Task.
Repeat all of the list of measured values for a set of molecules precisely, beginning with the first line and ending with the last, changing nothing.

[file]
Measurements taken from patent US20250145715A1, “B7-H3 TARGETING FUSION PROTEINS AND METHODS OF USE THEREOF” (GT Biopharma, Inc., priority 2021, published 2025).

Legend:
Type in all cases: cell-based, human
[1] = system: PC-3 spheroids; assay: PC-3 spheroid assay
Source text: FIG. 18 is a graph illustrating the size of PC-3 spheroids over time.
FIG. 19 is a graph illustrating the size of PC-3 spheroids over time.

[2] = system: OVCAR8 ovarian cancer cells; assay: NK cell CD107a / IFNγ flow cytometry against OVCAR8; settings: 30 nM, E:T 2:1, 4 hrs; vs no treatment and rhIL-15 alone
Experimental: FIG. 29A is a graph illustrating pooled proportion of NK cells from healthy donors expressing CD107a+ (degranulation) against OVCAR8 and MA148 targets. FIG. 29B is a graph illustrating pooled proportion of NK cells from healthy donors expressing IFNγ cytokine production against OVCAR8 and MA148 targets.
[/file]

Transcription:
Measurements taken from patent US20250145715A1, “B7-H3 TARGETING FUSION PROTEINS AND METHODS OF USE THEREOF” (GT Biopharma, Inc., priority 2021, published 2025).

Legend:
Type in all cases: cell-based, human
[1] = system: PC-3 spheroids; assay: PC-3 spheroid assay
Source text: FIG. 18 is a graph illustrating the size of PC-3 spheroids over time.
FIG. 19 is a graph illustrating the size of PC-3 spheroids over time.

[2] = system: OVCAR8 ovarian cancer cells; assay: NK cell CD107a / IFNγ flow cytometry against OVCAR8; settings: 30 nM, E:T 2:1, 4 hrs; vs no treatment and rhIL-15 alone
Experimental: FIG. 29A is a graph illustrating pooled proportion of NK cells from healthy donors expressing CD107a+ (degranulation) against OVCAR8 and MA148 targets. FIG. 29B is a graph illustrating pooled proportion of NK cells from healthy donors expressing IFNγ cytokine production against OVCAR8 and MA148 targets.